If you consider the multitude of myriad, divers physical activities that can be pursued, from mountain biking to beach volleyball; from skiing to scuba diving, walking does not come across as a very sexy way to get exercise. Although I’ve listened to a riveting radio programme extolling the virtues of a ‘taught’ walking course somewhere in Yorkshire I admit I succumbed to a certain scepticism-after all, it isn’t a very difficult skill to master. Most of us manage it in the first year or two of life.
Ten years ago I was still in thrall to running, a concept that seems as unlikely to me now as tightrope walking the Grand Canyon, but I did really come to love pounding the pavements, even though I was one of those cross country runners at school who hid behind a bush, waited until the pack returned and tagged along at the back.
Once I’d got the hang of jogging and could stumble around the block without fainting I began to enjoy the meditative sensation I got. Husband, however pointed out that this did not lead to much progress in the way of faster speed. Apparently you are supposed to concentrate, do a mysterious thing called ‘interval training’ and various other improving activities. I was unconcerned. What I became was a long[ish], slow runner.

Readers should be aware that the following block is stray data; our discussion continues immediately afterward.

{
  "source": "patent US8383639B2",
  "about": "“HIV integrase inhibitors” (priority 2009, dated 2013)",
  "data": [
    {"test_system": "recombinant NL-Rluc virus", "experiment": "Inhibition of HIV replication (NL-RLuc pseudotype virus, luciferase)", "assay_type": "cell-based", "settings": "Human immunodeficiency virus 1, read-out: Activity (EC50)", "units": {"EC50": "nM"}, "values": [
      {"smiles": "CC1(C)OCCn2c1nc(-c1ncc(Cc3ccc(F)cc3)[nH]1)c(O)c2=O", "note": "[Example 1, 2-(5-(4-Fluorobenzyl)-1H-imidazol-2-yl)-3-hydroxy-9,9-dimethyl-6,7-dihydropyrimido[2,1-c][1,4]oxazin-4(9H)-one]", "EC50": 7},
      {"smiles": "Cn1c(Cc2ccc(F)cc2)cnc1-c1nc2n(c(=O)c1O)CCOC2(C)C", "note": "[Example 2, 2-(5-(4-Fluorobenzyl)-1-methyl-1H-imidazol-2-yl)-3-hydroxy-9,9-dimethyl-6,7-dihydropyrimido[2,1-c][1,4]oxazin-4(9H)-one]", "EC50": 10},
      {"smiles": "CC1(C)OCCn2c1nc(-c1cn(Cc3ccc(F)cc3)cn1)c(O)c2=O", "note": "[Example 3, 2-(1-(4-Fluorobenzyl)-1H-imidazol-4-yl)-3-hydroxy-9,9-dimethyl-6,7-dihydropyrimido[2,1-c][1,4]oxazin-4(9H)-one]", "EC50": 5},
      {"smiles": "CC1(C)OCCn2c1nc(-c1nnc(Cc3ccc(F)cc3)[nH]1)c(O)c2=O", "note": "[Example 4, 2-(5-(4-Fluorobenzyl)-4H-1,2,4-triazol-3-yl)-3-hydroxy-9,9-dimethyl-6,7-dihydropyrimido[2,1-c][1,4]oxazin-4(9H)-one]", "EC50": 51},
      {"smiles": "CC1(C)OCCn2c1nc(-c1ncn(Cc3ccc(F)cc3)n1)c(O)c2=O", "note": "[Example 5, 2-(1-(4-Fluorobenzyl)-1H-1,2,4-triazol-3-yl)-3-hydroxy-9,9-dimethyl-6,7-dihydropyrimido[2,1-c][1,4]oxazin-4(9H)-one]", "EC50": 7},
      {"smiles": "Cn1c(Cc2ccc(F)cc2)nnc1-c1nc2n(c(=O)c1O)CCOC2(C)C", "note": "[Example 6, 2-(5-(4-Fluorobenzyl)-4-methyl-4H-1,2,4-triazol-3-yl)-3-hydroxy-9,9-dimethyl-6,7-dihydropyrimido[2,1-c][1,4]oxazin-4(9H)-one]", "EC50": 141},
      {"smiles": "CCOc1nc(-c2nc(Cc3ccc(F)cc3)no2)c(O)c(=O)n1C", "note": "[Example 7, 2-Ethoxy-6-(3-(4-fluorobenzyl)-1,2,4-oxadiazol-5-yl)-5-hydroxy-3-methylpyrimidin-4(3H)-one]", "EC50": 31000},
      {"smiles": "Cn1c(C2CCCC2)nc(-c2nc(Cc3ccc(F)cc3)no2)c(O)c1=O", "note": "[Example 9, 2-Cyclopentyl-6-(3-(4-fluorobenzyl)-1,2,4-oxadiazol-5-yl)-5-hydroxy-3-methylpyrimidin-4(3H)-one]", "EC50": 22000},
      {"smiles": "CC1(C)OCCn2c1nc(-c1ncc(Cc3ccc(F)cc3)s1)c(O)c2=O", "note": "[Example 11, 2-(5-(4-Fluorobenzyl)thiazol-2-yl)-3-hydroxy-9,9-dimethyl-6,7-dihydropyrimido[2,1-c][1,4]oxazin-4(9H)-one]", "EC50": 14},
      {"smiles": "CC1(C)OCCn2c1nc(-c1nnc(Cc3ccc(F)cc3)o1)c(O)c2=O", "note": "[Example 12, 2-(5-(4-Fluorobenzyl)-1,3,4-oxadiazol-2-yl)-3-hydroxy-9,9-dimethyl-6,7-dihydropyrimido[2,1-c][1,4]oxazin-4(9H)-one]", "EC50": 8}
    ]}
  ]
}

I was not aware of my dependence on loping along in a trance in the evenings and at weekends until increasing decrepitude forced me to hang up my running shoes. It was a blow. I realise that during this transitional period I was about as amenable as a premenstrual rattlesnake, but eventually I came to terms and replaced running with…walking. Of course, it burns fewer calories, it is slow; it is not impressive to one’s friends. As far as I’m aware, there isn’t a ‘walk-keeper’ that you can pop posts on to Facebook with-‘Grace Lessageing has just completed a 5k walk with Walk-keeper’ doesn’t sound like a remarkable achievement.
But walking does have its own, modest advantages. Other than a pair of comfortable shoes and a water bottle there is little equipment needed. It can be a means to an end or the purpose itself. Weather is of no consequence. A stop for shopping, tea and cake or beer can be incorporated. A solo walk can now induce that same period of meditation that used to be brought about by a run and is perfect for sparking off loads of little ideas for stories, or working out a difficult chapter of novel, or coming up with another load of drivel for this blog.
Walking these days is a popular activity, although most walkers are accompanied, either by other walkers or a dog, or both. I enjoy company on a walk but don’t find it indispensable, and much as I like other peoples’ dogs [sometimes] I really don’t want one of my own. So two or three times a week I stride out for the good of mind and body [even if, just once in a while. I do come home on the bus].